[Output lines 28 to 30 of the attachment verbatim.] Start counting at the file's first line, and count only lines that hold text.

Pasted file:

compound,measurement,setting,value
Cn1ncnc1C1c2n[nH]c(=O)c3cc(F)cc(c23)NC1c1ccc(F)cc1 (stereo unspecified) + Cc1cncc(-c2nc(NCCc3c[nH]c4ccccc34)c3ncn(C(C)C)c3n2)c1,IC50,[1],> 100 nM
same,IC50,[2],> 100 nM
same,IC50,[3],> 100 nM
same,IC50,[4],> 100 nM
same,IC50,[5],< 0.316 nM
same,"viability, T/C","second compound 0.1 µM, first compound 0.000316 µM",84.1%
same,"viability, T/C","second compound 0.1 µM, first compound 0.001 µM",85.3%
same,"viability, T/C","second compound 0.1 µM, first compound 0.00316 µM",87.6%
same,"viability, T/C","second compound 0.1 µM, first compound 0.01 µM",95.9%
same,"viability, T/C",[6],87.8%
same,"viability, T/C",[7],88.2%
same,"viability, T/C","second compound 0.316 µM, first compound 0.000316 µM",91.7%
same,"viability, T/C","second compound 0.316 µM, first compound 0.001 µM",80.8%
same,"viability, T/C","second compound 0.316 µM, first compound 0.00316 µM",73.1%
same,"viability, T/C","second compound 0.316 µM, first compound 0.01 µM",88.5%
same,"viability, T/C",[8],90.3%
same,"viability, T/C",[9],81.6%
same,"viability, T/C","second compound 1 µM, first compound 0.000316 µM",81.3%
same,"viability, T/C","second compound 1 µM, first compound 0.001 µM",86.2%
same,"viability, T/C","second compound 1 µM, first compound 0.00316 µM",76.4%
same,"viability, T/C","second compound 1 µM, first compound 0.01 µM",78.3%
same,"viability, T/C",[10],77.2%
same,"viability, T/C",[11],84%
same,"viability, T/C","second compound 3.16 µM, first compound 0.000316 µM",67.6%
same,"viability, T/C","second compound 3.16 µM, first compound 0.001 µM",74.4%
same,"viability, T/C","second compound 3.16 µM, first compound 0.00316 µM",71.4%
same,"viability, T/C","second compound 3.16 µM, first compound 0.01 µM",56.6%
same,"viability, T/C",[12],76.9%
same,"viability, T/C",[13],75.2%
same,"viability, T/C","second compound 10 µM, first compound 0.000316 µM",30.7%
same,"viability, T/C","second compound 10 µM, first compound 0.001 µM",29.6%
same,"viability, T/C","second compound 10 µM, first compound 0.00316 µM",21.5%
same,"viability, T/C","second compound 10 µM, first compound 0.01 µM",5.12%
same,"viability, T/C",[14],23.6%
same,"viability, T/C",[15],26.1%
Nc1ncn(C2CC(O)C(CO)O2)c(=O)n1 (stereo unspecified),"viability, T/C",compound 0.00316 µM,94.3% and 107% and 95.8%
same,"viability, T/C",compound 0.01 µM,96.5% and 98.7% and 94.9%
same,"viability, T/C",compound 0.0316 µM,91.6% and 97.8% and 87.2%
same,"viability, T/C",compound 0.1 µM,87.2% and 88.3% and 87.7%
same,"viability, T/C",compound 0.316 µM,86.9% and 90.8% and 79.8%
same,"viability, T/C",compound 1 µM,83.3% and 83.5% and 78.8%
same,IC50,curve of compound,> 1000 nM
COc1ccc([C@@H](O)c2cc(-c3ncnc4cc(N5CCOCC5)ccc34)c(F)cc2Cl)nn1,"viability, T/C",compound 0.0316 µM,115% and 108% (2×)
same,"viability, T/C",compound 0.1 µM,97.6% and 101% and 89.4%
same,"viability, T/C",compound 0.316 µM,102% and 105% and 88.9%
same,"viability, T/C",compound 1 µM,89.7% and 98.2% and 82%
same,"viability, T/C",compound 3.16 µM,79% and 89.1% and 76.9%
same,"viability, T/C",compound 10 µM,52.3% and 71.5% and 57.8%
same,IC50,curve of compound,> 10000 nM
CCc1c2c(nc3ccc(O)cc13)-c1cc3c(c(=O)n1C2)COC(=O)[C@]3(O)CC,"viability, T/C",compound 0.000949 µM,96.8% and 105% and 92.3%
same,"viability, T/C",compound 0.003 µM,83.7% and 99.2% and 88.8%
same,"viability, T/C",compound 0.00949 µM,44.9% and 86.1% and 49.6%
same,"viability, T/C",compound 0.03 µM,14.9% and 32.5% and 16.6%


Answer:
same,"viability, T/C","second compound 3.16 µM, first compound 0.01 µM",56.6%
same,"viability, T/C",[12],76.9%
same,"viability, T/C",[13],75.2%